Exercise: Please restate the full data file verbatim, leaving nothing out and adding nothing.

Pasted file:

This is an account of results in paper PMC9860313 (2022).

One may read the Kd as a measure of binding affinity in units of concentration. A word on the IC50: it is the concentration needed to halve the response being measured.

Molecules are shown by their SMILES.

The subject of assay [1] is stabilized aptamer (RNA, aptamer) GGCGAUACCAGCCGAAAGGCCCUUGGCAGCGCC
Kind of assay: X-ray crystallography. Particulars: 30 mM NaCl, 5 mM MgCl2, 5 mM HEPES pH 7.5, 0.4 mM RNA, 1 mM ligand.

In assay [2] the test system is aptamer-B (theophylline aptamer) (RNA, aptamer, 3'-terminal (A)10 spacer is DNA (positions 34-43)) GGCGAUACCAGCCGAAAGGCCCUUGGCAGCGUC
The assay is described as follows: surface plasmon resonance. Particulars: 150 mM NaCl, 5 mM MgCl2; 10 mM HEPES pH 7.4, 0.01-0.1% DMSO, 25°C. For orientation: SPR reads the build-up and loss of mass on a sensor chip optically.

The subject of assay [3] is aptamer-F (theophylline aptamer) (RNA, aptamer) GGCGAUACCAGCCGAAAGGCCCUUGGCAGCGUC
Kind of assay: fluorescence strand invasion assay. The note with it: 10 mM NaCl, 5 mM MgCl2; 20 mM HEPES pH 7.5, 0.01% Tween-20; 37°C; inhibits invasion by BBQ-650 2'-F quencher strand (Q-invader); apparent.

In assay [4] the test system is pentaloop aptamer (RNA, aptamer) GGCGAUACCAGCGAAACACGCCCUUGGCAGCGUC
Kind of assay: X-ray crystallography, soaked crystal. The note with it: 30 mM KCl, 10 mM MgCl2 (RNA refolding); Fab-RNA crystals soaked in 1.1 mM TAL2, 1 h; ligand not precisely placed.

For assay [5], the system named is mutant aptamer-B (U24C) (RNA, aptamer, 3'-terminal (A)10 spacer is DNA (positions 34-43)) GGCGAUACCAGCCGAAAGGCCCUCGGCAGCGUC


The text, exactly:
This is an account of results in paper PMC9860313 (2022).

One may read the Kd as a measure of binding affinity in units of concentration. A word on the IC50: it is the concentration needed to halve the response being measured.

Molecules are shown by their SMILES.

The subject of assay [1] is stabilized aptamer (RNA, aptamer) GGCGAUACCAGCCGAAAGGCCCUUGGCAGCGCC
Kind of assay: X-ray crystallography. Particulars: 30 mM NaCl, 5 mM MgCl2, 5 mM HEPES pH 7.5, 0.4 mM RNA, 1 mM ligand.

In assay [2] the test system is aptamer-B (theophylline aptamer) (RNA, aptamer, 3'-terminal (A)10 spacer is DNA (positions 34-43)) GGCGAUACCAGCCGAAAGGCCCUUGGCAGCGUC
The assay is described as follows: surface plasmon resonance. Particulars: 150 mM NaCl, 5 mM MgCl2; 10 mM HEPES pH 7.4, 0.01-0.1% DMSO, 25°C. For orientation: SPR reads the build-up and loss of mass on a sensor chip optically.

The subject of assay [3] is aptamer-F (theophylline aptamer) (RNA, aptamer) GGCGAUACCAGCCGAAAGGCCCUUGGCAGCGUC
Kind of assay: fluorescence strand invasion assay. The note with it: 10 mM NaCl, 5 mM MgCl2; 20 mM HEPES pH 7.5, 0.01% Tween-20; 37°C; inhibits invasion by BBQ-650 2'-F quencher strand (Q-invader); apparent.

In assay [4] the test system is pentaloop aptamer (RNA, aptamer) GGCGAUACCAGCGAAACACGCCCUUGGCAGCGUC
Kind of assay: X-ray crystallography, soaked crystal. The note with it: 30 mM KCl, 10 mM MgCl2 (RNA refolding); Fab-RNA crystals soaked in 1.1 mM TAL2, 1 h; ligand not precisely placed.

For assay [5], the system named is mutant aptamer-B (U24C) (RNA, aptamer, 3'-terminal (A)10 spacer is DNA (positions 34-43)) GGCGAUACCAGCCGAAAGGCCCUCGGCAGCGUC